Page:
Update: see previous post – November 17, 2013 Toronto: Police Sued Over Carding Practice (Racial Profiling) for $65 Million by Black Action Defence Committee
The city’s police board has hired a well-known criminal and Charter lawyer to get an independent legal opinion on carding.
Lawyer Frank Addario is expected to deliver his assessment in January, which will delay the board’s promise of a carding, or street check, policy until later that month.
Addario has “a fairly broad mandate to look at the entire process of interactions between police officers and members of the public,” said Toronto Police Services Board chair Alok Mukherjee.
“The service and chief have said that engaging the community is an invaluable tool for gathering information. So we are asking: What constitutes a practice that is legitimate, legal and consistent with Charter and human rights legislation?” he said. And further: “What are the requirements on the part of a police officer who engages with a community member?”
A series of Star investigations in 2010, 2012 and 2013 has shown the practice of carding, whereby police stop and document individuals in what are typically non-criminal encounters, disproportionately affects black- and brown-skinned people.
More on carding at thestar.com:
The move to solicit an opinion is long overdue, say some legal experts.
The police board passed a motion after the Star’s 2012 investigation asking the city solicitor to provide a legal opinion on carding, which is still outstanding.
“We haven’t seen that and we’re still waiting for it,” says former prosecutor Howard Morton, a member of the Law Union of Ontario, which has been urging the board to get an opinion for more than a year.
The law union says the practice violates the equality section of the Canadian Charter of Rights and Freedoms as well as the Ontario Human Rights Code and should be stopped.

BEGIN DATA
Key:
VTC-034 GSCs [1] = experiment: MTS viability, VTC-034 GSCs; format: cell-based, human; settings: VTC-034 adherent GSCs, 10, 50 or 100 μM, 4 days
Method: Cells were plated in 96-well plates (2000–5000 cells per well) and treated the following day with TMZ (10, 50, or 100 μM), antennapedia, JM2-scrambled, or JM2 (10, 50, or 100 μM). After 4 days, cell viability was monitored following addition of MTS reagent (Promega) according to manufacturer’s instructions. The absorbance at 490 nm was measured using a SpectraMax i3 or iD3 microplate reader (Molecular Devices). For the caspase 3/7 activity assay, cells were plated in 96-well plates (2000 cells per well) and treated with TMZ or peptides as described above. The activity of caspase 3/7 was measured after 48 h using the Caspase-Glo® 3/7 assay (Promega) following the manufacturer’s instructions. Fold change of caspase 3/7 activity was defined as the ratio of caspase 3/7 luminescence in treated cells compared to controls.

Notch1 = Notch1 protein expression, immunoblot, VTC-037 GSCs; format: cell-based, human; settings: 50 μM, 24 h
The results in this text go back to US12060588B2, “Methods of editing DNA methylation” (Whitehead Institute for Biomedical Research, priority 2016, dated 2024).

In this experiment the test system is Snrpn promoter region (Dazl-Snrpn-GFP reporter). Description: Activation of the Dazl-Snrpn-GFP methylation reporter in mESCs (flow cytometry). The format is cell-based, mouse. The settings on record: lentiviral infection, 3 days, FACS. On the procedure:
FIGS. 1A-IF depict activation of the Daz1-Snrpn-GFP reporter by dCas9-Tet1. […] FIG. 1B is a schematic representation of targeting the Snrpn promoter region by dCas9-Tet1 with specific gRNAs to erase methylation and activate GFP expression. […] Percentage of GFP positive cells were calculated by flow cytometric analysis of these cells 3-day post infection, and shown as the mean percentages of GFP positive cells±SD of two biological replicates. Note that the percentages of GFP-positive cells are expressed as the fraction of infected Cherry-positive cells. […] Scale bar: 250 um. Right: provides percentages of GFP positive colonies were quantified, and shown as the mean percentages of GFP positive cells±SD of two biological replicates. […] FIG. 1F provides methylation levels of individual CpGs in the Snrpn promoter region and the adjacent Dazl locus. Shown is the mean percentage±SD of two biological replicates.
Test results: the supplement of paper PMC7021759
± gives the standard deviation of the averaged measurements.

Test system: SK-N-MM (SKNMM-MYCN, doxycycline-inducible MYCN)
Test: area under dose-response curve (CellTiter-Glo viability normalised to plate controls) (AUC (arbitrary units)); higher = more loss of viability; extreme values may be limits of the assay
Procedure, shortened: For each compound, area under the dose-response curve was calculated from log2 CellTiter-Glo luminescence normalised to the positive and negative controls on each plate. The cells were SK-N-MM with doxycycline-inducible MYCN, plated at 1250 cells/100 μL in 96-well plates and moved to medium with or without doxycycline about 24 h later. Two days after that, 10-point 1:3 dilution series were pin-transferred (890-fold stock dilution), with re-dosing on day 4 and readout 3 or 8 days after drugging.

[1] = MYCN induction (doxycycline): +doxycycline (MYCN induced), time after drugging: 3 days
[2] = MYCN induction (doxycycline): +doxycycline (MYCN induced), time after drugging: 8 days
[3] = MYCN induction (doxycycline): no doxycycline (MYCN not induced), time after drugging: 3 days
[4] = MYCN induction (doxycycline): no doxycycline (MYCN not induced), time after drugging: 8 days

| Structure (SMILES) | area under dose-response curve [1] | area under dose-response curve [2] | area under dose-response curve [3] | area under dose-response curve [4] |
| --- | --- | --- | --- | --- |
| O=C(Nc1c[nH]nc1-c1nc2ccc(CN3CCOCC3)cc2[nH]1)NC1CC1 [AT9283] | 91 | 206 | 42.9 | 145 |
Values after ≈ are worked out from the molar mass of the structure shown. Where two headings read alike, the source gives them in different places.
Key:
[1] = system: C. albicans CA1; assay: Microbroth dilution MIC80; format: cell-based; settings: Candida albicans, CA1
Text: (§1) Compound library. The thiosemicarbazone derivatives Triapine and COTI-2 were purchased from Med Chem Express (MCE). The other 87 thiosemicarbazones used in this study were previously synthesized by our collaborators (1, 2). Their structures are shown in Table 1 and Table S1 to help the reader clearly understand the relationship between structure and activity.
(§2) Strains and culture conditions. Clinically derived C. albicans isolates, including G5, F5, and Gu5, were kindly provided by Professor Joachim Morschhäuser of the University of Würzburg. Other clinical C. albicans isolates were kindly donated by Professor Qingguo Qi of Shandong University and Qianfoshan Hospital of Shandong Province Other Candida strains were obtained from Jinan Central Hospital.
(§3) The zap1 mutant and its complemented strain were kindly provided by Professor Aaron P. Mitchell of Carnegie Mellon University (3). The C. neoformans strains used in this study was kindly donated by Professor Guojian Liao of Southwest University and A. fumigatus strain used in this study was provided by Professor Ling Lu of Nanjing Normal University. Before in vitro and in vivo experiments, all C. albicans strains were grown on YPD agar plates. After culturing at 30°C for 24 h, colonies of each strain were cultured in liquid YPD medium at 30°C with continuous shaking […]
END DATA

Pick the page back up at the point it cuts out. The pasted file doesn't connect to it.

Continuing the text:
Morton says Addario is a good choice.
He’s a “very fair-minded, balanced person. An excellent lawyer involved in criminal law. And he will understand both the Charter and policing issues.”
The police board decided to hire Addario after a public meeting in November held at city hall to discuss a new draft policy on carding.
There, board members heard from more than 20 speakers, most of whom called for an end to carding or described their personal experiences being stopped by police.
Afterwards, board members Michael Del Grande and Michael Thompson, who are both city councillors, questioned the wisdom of creating a policy that would further entrench a police procedure that may be illegal.
“I think we actually have a major problem here,” said Thompson at the time.
Mukherjee said that meeting was a kind of turning point for the board, the first time he heard “explicitly from all board members, not like we need to study this more, but a clear statement from each of them that this is serious. And that we have an obligation to act.”
Meanwhile, a proposed class-action lawsuit alleging racial profiling, brought by the Black Action Defence Committee against the police board and Chief Bill Blair, has been broadened to include as defendants the Ministry of Community Safety and Corrections as well as Minister Madeleine Meilleur.
Several individuals, as well as the group Justice is Not Colour-Blind have also been added as plaintiffs in the suit, which now seeks $200 million in damages and additional remedies.